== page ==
Our primary objectives in this study were to translate and provide psychometric support for the Coach Athlete Relationship Questionnaire (CART-Q) Portuguese version, assess its invariance across sex, and explore its nomological validity in relation to enjoyment. Our sample participants were 470 athletes (226 females, 244 males) aged between 16 to 39 years from various individual and team sports. We found that the translated Portuguese version of the CART-Q exhibited satisfactory test-retest reliability and can serve as a reliable tool for evaluating the core constructs of the coach-athlete relationship – closeness, commitment, and complementarity. Moreover, this instrument showed evidence of nomological validity through significant positive correlations between its underlying factors and athletes' enjoyment with their sport. The proposed model for explaining item variance was also found to be invariant between male and female respondents. We recommend further use of this instrument in research and practical applications.
      Citation: Perceptual and Motor Skills
      PubDate: 2024-05-17T02:01:46Z
      DOI: 10.1177/00315125241254437
       
  • The Effects of Motionless Interventions Based on Visual-Auditory
           Instructions With Sonification on Learning a Rhythmic Motor Skill

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      Authors: Shiva Ghambari, Saeed Arsham, Hesam Ramezanzade
      Abstract: Perceptual and Motor Skills, Ahead of Print.
      Our aim in this study was to investigate the effects of motionless interventions, based on visual-auditory integration with a sonification technique, on the learning a complex rhythmic motor skill. We recruited 22 male participants with high physical fitness and provided them four acquisition sessions in which to practice hurdle running, based on a visual-auditory instructional pattern. Next, we divided participants into three groups: visual-auditory, auditory, and control. In six sessions of motionless interventions, with no physical practice, participants in the visual-auditory group received a visual-auditory pattern similar to their experience during the acquisition period. The auditory group only listened to the sound of sonified movements of an expert hurdler, and the control group received no instructional interventions. Finally, participants in all three groups underwent post-intervention and transfer tests to determine their errors in the spatial and relative timing of their leading leg’s knee angular displacement. Both visual-auditory and auditory groups had significantly less spatial error than the control group. However, there were no significant group differences in relative timing in any test phase. These results indicate that the use of the sonification technique in the form of visual-auditory instruction adapted to the athletes’ needs benefitted perception-sensory capacities to improve motor skill learning.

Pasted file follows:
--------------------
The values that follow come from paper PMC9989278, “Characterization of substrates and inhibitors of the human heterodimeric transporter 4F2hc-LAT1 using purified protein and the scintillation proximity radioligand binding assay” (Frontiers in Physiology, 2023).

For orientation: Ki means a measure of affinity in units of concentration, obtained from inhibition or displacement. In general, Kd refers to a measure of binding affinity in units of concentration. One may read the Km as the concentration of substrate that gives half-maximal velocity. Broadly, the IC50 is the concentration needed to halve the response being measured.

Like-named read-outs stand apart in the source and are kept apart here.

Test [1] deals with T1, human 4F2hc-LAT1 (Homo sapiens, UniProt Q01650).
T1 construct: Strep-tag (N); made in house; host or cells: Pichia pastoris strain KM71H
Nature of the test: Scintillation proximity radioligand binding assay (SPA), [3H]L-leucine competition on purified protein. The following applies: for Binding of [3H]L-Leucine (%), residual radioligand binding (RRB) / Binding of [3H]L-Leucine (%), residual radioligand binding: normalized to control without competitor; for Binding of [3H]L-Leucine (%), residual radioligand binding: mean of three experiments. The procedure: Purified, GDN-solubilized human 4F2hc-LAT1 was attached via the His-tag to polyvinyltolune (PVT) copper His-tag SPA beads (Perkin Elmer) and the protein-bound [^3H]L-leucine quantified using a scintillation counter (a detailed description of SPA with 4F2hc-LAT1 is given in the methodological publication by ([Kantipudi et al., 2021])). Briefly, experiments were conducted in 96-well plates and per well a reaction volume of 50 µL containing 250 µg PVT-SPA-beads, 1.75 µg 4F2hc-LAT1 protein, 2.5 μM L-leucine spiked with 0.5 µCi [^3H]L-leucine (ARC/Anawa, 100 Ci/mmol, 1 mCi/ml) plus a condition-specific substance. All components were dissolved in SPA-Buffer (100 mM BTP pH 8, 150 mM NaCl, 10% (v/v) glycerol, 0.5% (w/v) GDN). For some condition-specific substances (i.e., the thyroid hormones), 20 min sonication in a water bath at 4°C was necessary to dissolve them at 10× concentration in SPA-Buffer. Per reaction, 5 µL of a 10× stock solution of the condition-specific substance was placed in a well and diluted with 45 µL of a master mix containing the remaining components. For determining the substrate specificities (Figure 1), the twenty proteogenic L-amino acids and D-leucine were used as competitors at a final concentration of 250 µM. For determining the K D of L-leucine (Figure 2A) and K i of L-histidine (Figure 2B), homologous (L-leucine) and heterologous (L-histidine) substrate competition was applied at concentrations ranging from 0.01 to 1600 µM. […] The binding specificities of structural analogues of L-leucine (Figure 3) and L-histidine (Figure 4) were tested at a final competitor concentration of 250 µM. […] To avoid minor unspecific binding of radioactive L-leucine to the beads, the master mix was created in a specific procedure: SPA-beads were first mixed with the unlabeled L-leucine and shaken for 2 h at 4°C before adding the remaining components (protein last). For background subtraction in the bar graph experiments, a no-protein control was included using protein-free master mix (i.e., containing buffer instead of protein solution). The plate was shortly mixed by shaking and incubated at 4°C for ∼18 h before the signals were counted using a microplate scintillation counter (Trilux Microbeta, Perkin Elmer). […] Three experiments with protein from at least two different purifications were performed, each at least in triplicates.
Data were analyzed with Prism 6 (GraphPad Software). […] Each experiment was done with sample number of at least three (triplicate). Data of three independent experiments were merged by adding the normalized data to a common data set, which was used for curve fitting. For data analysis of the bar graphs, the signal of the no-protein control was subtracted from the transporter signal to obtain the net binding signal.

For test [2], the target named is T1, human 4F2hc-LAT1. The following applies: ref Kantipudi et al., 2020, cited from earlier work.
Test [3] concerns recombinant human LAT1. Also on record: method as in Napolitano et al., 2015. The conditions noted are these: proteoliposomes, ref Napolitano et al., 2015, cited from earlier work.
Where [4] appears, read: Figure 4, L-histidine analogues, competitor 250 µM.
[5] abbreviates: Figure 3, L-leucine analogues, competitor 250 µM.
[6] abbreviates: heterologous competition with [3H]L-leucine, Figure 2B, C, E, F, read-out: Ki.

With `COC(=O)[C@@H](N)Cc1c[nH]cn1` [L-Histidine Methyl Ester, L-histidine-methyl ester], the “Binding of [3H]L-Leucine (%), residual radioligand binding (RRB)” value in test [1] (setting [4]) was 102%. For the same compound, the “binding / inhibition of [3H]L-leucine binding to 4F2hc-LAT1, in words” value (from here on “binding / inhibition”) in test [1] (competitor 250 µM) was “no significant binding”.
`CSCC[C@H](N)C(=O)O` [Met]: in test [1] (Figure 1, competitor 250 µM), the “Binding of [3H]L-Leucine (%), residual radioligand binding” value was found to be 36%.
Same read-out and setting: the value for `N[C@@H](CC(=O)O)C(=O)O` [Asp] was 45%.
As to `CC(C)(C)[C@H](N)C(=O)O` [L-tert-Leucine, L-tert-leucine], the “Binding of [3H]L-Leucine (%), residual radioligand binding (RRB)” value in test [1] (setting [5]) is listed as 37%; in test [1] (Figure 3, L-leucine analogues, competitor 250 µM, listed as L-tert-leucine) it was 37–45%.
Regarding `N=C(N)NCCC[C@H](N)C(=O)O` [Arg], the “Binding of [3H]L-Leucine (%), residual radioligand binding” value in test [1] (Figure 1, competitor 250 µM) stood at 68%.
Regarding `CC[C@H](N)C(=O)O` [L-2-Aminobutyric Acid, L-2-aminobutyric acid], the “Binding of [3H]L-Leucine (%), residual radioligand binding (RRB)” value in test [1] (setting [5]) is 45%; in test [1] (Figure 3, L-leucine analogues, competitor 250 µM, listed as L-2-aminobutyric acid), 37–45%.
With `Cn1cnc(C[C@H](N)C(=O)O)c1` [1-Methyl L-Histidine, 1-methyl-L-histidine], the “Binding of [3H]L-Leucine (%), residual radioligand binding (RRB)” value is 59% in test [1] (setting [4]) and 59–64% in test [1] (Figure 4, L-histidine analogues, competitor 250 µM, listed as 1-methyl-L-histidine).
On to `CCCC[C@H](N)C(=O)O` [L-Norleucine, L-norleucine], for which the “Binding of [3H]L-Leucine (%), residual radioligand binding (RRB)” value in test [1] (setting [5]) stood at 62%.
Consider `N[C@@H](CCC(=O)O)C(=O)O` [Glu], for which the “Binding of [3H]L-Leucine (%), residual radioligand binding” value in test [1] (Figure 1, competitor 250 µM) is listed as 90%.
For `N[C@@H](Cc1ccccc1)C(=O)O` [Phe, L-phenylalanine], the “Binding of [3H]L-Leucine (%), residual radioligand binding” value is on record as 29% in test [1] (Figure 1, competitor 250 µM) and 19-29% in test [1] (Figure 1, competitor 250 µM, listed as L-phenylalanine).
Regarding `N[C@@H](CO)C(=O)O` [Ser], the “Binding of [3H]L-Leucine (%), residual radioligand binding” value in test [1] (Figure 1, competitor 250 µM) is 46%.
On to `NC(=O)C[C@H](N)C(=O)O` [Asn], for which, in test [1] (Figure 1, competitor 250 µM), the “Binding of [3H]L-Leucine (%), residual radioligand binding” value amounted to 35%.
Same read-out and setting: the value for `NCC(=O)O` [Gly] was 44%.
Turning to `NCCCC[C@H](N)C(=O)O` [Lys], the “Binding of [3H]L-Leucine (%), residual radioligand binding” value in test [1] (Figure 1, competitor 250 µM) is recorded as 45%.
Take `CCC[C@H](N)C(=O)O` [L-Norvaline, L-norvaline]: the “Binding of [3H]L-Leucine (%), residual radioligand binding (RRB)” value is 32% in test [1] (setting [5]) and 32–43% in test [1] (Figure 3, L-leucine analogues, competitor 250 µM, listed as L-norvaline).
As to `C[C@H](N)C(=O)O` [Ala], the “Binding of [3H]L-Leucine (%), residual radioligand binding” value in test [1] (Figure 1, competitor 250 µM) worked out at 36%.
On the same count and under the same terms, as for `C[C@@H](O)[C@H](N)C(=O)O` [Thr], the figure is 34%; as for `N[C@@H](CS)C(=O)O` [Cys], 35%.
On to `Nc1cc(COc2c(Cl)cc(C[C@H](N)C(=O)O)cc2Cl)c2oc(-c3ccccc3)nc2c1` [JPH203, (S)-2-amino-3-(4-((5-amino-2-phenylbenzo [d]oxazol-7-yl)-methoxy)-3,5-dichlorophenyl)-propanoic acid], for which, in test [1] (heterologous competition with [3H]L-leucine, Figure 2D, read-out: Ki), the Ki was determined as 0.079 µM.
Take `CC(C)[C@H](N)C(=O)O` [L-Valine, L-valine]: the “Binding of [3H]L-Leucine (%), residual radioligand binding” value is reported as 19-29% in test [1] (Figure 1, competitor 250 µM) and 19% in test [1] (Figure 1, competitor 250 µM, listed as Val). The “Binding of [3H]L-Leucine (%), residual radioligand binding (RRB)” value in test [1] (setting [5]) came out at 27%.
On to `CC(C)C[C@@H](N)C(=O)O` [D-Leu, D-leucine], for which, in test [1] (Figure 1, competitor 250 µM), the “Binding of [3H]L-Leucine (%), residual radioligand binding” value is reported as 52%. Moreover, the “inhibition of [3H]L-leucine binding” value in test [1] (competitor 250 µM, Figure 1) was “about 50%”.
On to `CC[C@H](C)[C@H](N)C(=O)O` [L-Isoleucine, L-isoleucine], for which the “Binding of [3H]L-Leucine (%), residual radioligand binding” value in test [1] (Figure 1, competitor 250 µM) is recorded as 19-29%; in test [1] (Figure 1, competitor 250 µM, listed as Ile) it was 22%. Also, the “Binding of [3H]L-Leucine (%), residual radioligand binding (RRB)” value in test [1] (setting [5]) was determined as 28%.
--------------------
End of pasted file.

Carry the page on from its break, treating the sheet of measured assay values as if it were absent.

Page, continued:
Citation: Perceptual and Motor Skills
      PubDate: 2024-05-17T01:36:17Z
      DOI: 10.1177/00315125241252855
       
  • A Comparison of the Functioning and Disability Levels of Children With
           Hemiplegic and Diplegic Cerebral Palsy Based on ICF-CY Components

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      Authors: Hasan Bingöl, Dilan Demirtaş Karaoba
      Abstract: Perceptual and Motor Skills, Ahead of Print.
      We compared children with hemiplegic and diplegic cerebral palsy (CP) using the conceptual framework of the International Classification of Functioning, Disability and Health: Child and Youth version (ICF-CY). We enrolled 42 children with CP aged 5 – 13 years old (M age = 9.57, SD = 2.8 years). We assessed their trunk control and dynamic balance with the Trunk Control Measurement Scale (TCMS) and the Timed Up and Go test (TUG), and we used ABILHAND-Kids and Assessment of Life Habits (Life-H) to assess their manual ability and participation with activities of daily living. We administered the European Child Environment Questionnaire (ECEQ) to identify relevant environmental factors. We employed structural equation modeling (SEM) to identify specific factors contributing to potential differences between these CP groups. Children with hemiplegic CP demonstrated significantly better outcomes in terms of trunk control, dynamic balance, and environmental factors compared to those with diplegic CP (p < .05). In contrast, children with diplegic CP demonstrated superior outcomes regarding manual ability, compared to those with hemiplegic CP (p < .001). In our structural equation models, trunk control strongly predicted both dynamic balance (0.75) and environmental factors (0.74). Moreover, the relationships between trunk control and participation in daily and social activities were 0.54 and 0.47, respectively. Impaired trunk control and dynamic balance were significant contributors to increased activity restrictions and environmental barriers in children with diplegic CP. This suggests that improving disability and functioning in children with diplegic CP requires a focus on trunk control training and dynamic balance exercises.